Labour to target Tories over Coulson

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Indy Politics

David Cameron will face fresh questions over the fate of his communications director Andy Coulson this week, after the Labour Party made it clear it expects the Prime Minister to address the issue directly.

Downing Street confirmed over the weekend that Mr Coulson had been interviewed by Scotland Yard detectives about allegations of phone-hacking during his tenure at the News of the World. No 10 said Mr Coulson had attended a meeting with Metropolitan Police officers voluntarily on Thursday and was interviewed as a witness. He was not cautioned or arrested.

Harriet Harman, Labour's Deputy Leader, said it was time Mr Cameron "took this matter seriously". "The continued presence of Andy Coulson as director of communications at No 10 when question marks hang over him casts doubt over David Cameron's judgment," she said.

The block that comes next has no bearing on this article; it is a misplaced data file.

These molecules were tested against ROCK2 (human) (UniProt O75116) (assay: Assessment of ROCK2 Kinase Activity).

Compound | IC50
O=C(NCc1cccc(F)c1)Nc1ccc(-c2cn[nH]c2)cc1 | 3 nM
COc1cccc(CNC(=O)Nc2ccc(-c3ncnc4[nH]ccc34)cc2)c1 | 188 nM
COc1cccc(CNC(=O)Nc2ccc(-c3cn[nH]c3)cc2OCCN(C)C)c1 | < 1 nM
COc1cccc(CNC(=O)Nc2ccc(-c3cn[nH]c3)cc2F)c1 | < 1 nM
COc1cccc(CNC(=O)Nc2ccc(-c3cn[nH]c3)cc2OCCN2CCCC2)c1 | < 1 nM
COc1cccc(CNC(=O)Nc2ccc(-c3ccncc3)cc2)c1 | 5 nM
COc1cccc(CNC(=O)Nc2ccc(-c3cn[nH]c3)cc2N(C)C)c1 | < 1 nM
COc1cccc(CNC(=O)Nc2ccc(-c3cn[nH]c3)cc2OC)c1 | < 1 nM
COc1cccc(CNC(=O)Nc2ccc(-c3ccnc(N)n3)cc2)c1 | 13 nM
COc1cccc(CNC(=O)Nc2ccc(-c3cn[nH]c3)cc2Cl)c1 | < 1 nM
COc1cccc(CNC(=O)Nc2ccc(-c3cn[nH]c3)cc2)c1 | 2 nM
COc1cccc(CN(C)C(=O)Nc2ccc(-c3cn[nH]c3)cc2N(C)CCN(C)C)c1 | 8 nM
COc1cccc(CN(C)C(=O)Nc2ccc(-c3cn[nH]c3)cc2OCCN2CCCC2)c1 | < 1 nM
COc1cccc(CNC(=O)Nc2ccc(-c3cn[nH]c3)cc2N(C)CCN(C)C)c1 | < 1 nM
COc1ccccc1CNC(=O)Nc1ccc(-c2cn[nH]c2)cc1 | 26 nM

Her intervention came as Paul McMullan, a former features editor at the News of the World, claimed to know of at least 13 former colleagues who admit to being involved in phone-tapping while Mr Coulson was their editor.

Mr Coulson resigned from the newspaper in 2007 after Clive Goodman, a former News of the World journalist, and Glenn Mulcaire, a private investigator employed by the paper, were convicted of hacking into the voicemails of celebrities. Mr Coulson has always denied the practice was widespread and that he was aware of it.